You're the first ever female coach for the GSW. How did you go about getting that job, what exactly was your role, and how does that make you feel being the first ever female coach?
A core part of my job was using a program called SportsCode, I learned this through T.E.A.M Inc during the pandemic. T.E.A.M Inc builds "programs that intentionally disrupts the sports industry's hiring practices by training a diverse group of tech professionals and supporting them pursue careers in the industry." I went from a student to helping build a scripting curriculum. They saw my potential, invested in me and shared their network. My official title was Assistant Video Coordinator, in addition to being responsible for opponent scout film, I created personnel databases, finalized scouts, and helped implement player development workouts in addition to assisting in practices wherever needed. It was an honor to be the first female coach; As a gay Latina in the NBA, representation was minimal. It was hard at times but most of all, it was a blessing to show all the little girls back in East LA, and everywhere else, that it was possible. The NBA, Warriors included, have a lot of work to do when it comes to diversity and representation, and I hope they embrace it.
What player did you enjoy studying game film with the most, and why?
Each player was assigned a player development coach to go over film. Unfortunately, I did not have one-on-one film sessions with any players. However, I was responsible for putting together databases of player tendencies for each assigned opponent and sent that off to the player development coaches and to Steph. Due to covid protocol and travel restrictions, I only went on a few road games but staying back and hanging out with the recovering/injured players was a good time, Klay especially. I won a game of 'horse' against EP and Klay (mind you it was mid-range only and he wasn't allowed to jump but I'll take the W). It's stories like that I never imagined I'd be able to share. What a dream.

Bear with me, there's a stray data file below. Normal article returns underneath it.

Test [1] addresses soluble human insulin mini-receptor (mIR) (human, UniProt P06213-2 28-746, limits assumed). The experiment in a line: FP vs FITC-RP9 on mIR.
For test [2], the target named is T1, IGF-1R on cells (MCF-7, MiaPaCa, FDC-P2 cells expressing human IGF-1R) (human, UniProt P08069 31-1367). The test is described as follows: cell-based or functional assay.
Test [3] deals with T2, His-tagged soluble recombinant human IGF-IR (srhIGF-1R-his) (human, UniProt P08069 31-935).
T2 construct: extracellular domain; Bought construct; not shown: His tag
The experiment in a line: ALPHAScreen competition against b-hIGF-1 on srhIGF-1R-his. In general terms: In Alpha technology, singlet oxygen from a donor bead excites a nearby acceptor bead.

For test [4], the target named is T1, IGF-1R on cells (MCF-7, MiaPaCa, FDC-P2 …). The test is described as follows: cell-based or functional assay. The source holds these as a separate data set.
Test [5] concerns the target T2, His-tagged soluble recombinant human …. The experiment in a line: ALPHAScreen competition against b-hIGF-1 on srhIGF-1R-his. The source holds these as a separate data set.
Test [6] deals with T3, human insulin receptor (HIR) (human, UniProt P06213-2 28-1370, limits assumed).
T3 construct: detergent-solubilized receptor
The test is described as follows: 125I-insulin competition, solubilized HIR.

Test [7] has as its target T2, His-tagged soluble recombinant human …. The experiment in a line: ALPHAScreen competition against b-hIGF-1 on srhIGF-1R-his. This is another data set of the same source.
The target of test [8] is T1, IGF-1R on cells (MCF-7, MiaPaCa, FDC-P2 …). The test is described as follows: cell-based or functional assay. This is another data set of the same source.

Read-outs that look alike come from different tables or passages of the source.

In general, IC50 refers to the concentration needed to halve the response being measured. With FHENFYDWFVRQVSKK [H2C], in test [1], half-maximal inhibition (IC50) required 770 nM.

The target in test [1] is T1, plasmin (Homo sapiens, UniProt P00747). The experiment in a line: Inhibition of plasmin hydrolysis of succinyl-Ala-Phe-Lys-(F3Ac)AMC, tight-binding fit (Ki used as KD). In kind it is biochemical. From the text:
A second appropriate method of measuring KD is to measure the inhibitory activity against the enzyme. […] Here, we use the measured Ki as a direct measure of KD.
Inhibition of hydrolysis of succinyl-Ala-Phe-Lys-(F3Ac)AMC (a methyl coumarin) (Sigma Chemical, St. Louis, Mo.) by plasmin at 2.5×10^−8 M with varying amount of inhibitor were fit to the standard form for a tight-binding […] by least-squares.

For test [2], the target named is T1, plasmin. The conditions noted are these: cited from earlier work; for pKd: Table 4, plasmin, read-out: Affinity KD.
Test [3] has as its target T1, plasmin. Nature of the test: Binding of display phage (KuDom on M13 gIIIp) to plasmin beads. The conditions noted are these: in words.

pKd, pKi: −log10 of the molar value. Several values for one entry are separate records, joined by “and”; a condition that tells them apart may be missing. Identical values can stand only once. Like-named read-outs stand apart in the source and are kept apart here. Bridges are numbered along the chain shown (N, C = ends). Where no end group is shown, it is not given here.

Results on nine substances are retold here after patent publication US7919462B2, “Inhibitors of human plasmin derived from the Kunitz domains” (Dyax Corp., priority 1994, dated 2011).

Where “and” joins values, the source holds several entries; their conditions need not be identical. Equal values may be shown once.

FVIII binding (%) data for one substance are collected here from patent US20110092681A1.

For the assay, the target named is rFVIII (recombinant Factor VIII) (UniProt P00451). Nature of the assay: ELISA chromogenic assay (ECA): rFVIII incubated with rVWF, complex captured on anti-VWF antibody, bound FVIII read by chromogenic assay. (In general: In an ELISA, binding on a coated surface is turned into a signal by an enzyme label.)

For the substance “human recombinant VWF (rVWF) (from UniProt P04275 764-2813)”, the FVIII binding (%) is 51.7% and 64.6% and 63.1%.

So you moved on from GSW, what are you up to now?
I am the Director of Player Development for California (Berkeley) Women's Basketball; I handle the Analytics, Video Department and assist in Player Development.
I see you participate in "Pick Her Up Ball." What is that and can you still get buckets?
Pick Her Up (PHU) is a 'structured weekly women's pickup basketball organization' in the Bay Area; it is a safe space created by women for women from all backgrounds and all playing experiences to gather, compete, and get buckets. Whether you're queer, straight, trans, non-binary, all female hoopers are welcome. PHU takes up space in a world that disproportionately provides very little and is working to create more space for our community. In terms of getting buckets, God blessed me with a jumper (even Steve Kerr said I have a sweet shot) and I fully intend to use it.
Basketball and Life parallel each other so much and it's beautiful when you can weave together your love for the game with your career. You have certainly done just that and have so much more to leave the sport and positive influence to impact humanity. What's one piece of advice you'd give your younger self?
Couldn't have said that better. It's been a true blessing for my career to merge both my passion for math and my love for the game. I guess one piece of advice I'd give to my younger self is: only you can stop you -- your dreams are not too big regardless of where you come from (although they will require a lot of work) and continue to give glory to God.